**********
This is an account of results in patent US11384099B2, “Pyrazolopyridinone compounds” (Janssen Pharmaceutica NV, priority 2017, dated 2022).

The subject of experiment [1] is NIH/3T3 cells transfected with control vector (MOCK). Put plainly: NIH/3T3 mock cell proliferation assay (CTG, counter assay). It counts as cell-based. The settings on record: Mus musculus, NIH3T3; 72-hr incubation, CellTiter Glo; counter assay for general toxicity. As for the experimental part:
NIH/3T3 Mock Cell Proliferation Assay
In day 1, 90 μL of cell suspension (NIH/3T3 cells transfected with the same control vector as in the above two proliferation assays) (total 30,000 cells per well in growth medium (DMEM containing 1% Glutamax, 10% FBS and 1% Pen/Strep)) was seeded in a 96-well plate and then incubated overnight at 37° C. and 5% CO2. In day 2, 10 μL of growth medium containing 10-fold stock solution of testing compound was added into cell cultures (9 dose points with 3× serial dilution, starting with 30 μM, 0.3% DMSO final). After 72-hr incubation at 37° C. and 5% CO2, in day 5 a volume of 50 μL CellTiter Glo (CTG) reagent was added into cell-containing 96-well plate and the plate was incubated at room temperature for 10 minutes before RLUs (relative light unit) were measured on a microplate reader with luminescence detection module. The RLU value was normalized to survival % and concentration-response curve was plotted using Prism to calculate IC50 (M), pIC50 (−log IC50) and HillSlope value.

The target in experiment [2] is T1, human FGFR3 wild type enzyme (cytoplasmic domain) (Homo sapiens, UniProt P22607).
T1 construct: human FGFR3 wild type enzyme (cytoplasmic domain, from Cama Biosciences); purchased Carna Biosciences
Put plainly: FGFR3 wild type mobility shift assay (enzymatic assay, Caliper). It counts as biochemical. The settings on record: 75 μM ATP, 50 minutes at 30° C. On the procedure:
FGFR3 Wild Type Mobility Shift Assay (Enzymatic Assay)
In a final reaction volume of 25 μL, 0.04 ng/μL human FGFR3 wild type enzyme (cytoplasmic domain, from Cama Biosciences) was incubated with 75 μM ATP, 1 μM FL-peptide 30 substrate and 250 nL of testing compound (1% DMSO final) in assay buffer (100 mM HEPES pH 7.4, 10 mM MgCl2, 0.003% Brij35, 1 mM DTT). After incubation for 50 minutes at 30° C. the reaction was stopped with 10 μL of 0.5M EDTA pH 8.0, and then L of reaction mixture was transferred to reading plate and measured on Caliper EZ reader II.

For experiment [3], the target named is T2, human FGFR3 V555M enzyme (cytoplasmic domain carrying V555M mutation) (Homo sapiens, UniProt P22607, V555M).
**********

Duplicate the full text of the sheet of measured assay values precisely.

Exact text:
This is an account of results in patent US11384099B2, “Pyrazolopyridinone compounds” (Janssen Pharmaceutica NV, priority 2017, dated 2022).

The subject of experiment [1] is NIH/3T3 cells transfected with control vector (MOCK). Put plainly: NIH/3T3 mock cell proliferation assay (CTG, counter assay). It counts as cell-based. The settings on record: Mus musculus, NIH3T3; 72-hr incubation, CellTiter Glo; counter assay for general toxicity. As for the experimental part:
NIH/3T3 Mock Cell Proliferation Assay
In day 1, 90 μL of cell suspension (NIH/3T3 cells transfected with the same control vector as in the above two proliferation assays) (total 30,000 cells per well in growth medium (DMEM containing 1% Glutamax, 10% FBS and 1% Pen/Strep)) was seeded in a 96-well plate and then incubated overnight at 37° C. and 5% CO2. In day 2, 10 μL of growth medium containing 10-fold stock solution of testing compound was added into cell cultures (9 dose points with 3× serial dilution, starting with 30 μM, 0.3% DMSO final). After 72-hr incubation at 37° C. and 5% CO2, in day 5 a volume of 50 μL CellTiter Glo (CTG) reagent was added into cell-containing 96-well plate and the plate was incubated at room temperature for 10 minutes before RLUs (relative light unit) were measured on a microplate reader with luminescence detection module. The RLU value was normalized to survival % and concentration-response curve was plotted using Prism to calculate IC50 (M), pIC50 (−log IC50) and HillSlope value.

The target in experiment [2] is T1, human FGFR3 wild type enzyme (cytoplasmic domain) (Homo sapiens, UniProt P22607).
T1 construct: human FGFR3 wild type enzyme (cytoplasmic domain, from Cama Biosciences); purchased Carna Biosciences
Put plainly: FGFR3 wild type mobility shift assay (enzymatic assay, Caliper). It counts as biochemical. The settings on record: 75 μM ATP, 50 minutes at 30° C. On the procedure:
FGFR3 Wild Type Mobility Shift Assay (Enzymatic Assay)
In a final reaction volume of 25 μL, 0.04 ng/μL human FGFR3 wild type enzyme (cytoplasmic domain, from Cama Biosciences) was incubated with 75 μM ATP, 1 μM FL-peptide 30 substrate and 250 nL of testing compound (1% DMSO final) in assay buffer (100 mM HEPES pH 7.4, 10 mM MgCl2, 0.003% Brij35, 1 mM DTT). After incubation for 50 minutes at 30° C. the reaction was stopped with 10 μL of 0.5M EDTA pH 8.0, and then L of reaction mixture was transferred to reading plate and measured on Caliper EZ reader II.

For experiment [3], the target named is T2, human FGFR3 V555M enzyme (cytoplasmic domain carrying V555M mutation) (Homo sapiens, UniProt P22607, V555M).